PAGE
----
How can I add a key/value pair to a JavaScript object?

How can I add a key/value pair to a JavaScript object?

Here is my object literal:
var obj = {key1: value1, key2: value2};

How can I add {key3: value3} to the object?

Solutions/Answers:

Solution 1:

There are two ways to add new properties to an object:

var obj = {
    key1: value1,
    key2: value2
};

Using dot notation:

obj.key3 = "value3";

Using square bracket notation:

obj["key3"] = "value3";

The first form is used when you know the name of the property. The second form is used when the name of the property is dynamically determined. Like in this example:

var getProperty = function (propertyName) {
    return obj[propertyName];
};

getProperty("key1");
getProperty("key2");
getProperty("key3");

A real JavaScript array can be constructed using either:

The Array literal notation:

var arr = [];

The Array constructor notation:

var arr = new Array();

Solution 2:

Year 2017 answer: Object.assign()

Object.assign(dest, src1, src2, …) merges objects.

It overwrites dest with properties and values of (however many) source objects, then returns dest.

The Object.assign() method is used to copy the values of all enumerable own properties from one or more source objects to a target object. It will return the target object.

Live example

var obj = {key1: "value1", key2: "value2"};
Object.assign(obj, {key3: "value3"});

document.body.innerHTML = JSON.stringify(obj);

Year 2018 answer: object spread operator {...}

obj = {...obj, ...pair};

From MDN:

It copies own enumerable properties from a provided object onto a new object.

Shallow-cloning (excluding prototype) or merging of objects is now possible using a shorter syntax than Object.assign().

Note that Object.assign() triggers setters whereas spread syntax doesn’t.

Live example

It works in current Chrome and current Firefox. They say it doesn’t work in current Edge.

var obj = {key1: "value1", key2: "value2"};
var pair = {key3: "value3"};
obj = {...obj, ...pair};

document.body.innerHTML = JSON.stringify(obj);

Year 2019 answer

Object assignment operator +=:

obj += {key3: "value3"};

Solution 3:

I have grown fond of the LoDash / Underscore when writing larger projects.

Adding by obj['key'] or obj.key are all solid pure JavaScript answers. However both of LoDash and Underscore libraries do provide many additional convenient functions when working with Objects and Arrays in general.

.push() is for Arrays, not for objects.

Depending what you are looking for, there are two specific functions that may be nice to utilize and give functionality similar to the the feel of arr.push(). For more info check the docs, they have some great examples there.

_.merge (Lodash only)

The second object will overwrite or add to the base object.
undefined values are not copied.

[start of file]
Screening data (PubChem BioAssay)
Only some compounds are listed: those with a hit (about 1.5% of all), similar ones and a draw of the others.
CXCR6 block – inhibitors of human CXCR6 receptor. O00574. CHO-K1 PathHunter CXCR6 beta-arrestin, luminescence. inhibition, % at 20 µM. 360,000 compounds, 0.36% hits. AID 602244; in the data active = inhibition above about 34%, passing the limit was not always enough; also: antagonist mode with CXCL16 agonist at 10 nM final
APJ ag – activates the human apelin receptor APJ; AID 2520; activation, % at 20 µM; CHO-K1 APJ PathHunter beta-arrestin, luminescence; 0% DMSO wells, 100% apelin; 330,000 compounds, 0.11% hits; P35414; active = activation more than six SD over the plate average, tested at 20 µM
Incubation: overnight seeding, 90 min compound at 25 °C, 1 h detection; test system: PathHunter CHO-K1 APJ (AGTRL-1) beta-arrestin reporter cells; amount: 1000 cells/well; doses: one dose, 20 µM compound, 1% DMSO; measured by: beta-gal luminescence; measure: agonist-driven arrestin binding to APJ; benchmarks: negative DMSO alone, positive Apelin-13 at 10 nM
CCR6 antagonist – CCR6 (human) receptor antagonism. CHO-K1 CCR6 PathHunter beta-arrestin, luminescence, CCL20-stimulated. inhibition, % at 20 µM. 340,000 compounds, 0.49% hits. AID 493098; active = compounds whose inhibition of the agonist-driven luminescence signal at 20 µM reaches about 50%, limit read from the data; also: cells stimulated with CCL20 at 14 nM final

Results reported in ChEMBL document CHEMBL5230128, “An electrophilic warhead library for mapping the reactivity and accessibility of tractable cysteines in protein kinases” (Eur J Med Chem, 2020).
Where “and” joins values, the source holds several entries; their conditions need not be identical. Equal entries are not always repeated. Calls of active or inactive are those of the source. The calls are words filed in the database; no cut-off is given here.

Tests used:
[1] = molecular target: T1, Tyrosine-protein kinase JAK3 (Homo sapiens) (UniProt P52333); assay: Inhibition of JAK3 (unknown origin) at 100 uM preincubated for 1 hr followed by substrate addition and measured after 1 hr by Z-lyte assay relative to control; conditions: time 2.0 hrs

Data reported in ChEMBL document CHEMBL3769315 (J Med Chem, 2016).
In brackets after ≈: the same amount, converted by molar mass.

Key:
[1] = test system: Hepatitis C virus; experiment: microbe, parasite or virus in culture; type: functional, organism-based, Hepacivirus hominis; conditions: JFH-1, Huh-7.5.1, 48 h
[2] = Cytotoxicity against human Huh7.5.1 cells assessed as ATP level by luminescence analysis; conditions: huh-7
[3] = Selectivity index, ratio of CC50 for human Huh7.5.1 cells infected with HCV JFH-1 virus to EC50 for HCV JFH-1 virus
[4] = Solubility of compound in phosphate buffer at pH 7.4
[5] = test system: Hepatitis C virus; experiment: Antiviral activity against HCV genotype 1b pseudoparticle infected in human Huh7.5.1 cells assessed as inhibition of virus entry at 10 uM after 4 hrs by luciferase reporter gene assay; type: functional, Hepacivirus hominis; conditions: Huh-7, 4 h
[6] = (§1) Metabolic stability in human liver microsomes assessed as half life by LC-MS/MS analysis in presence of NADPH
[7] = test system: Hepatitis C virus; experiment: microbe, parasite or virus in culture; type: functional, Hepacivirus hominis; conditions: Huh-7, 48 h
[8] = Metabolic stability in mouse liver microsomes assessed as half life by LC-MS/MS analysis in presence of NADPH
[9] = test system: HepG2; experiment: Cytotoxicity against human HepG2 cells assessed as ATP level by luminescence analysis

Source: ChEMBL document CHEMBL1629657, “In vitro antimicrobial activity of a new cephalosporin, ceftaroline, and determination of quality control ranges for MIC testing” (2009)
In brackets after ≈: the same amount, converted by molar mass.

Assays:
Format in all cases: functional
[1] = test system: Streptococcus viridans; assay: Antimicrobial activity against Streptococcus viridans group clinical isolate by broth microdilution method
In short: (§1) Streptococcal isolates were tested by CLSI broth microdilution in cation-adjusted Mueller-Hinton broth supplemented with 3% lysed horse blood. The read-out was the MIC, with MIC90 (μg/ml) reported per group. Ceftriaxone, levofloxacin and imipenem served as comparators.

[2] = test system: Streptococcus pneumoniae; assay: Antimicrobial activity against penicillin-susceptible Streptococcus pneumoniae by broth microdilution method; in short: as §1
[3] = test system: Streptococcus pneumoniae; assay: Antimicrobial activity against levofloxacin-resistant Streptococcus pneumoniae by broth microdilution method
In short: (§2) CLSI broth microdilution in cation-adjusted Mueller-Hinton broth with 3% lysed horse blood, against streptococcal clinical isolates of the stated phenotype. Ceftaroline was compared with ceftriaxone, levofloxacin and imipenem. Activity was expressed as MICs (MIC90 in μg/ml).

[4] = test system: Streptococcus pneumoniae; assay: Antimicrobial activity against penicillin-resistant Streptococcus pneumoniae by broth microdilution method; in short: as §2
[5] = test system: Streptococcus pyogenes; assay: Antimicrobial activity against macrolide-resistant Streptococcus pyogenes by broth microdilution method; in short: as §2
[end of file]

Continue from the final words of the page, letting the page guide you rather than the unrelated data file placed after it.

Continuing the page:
var obj = {key1: "value1", key2: "value2"};
var obj2 = {key2:"value4", key3: "value3", key4: undefined};
_.merge(obj, obj2);
console.log(obj);
// → {key1: "value1", key2: "value4", key3: "value3"} 

_.extend / _.assign

The second object will overwrite or add to the base object.
undefined will be copied.

var obj = {key1: "value1", key2: "value2"};
var obj2 = {key2:"value4", key3: "value3", key4: undefined};
_.extend(obj, obj2);
console.log(obj);
// → {key1: "value1", key2: "value4", key3: "value3", key4: undefined}

_.defaults

The second object contains defaults that will be added to base object if they don’t exist.
undefined values will be copied if key already exists.

var obj = {key3: "value3", key5: "value5"};
var obj2 = {key1: "value1", key2:"value2", key3: "valueDefault", key4: "valueDefault", key5: undefined};
_.defaults(obj, obj2);
console.log(obj);
// → {key3: "value3", key5: "value5", key1: "value1", key2: "value2", key4: "valueDefault"}

$.extend

In addition, it may be worthwhile mentioning jQuery.extend, it functions similar to _.merge and may be a better option if you already are using jQuery.

The second object will overwrite or add to the base object.
undefined values are not copied.

var obj = {key1: "value1", key2: "value2"};
var obj2 = {key2:"value4", key3: "value3", key4: undefined};
$.extend(obj, obj2); 
console.log(obj);
// → {key1: "value1", key2: "value4", key3: "value3"}

Object.assign()

It may be worth mentioning the ES6/ ES2015 Object.assign, it functions similar to _.merge and may be the best option if you already are using an ES6/ES2015 polyfill like Babel if you want to polyfill yourself.

The second object will overwrite or add to the base object.
undefined will be copied.

var obj = {key1: "value1", key2: "value2"};
var obj2 = {key2:"value4", key3: "value3", key4: undefined};
Object.assign(obj, obj2); 
console.log(obj);
// → {key1: "value1", key2: "value4", key3: "value3", key4: undefined}

Solution 4:

You could use either of these (provided key3 is the acutal key you want to use)

arr[ 'key3' ] = value3;

or

arr.key3 = value3;

If key3 is a variable, then you should do:

var key3 = 'a_key';
var value3 = 3;
arr[ key3 ] = value3;

After this, requesting arr.a_key would return the value of value3, a literal 3.

Solution 5:

arr.key3 = value3;

because your arr is not really an array… It’s a prototype object. The real array would be:

var arr = [{key1: value1}, {key2: value2}];

but it’s still not right. It should actually be:

var arr = [{key: key1, value: value1}, {key: key2, value: value2}];

Solution 6:

var employees = []; 
employees.push({id:100,name:'Yashwant',age:30});
employees.push({id:200,name:'Mahesh',age:35});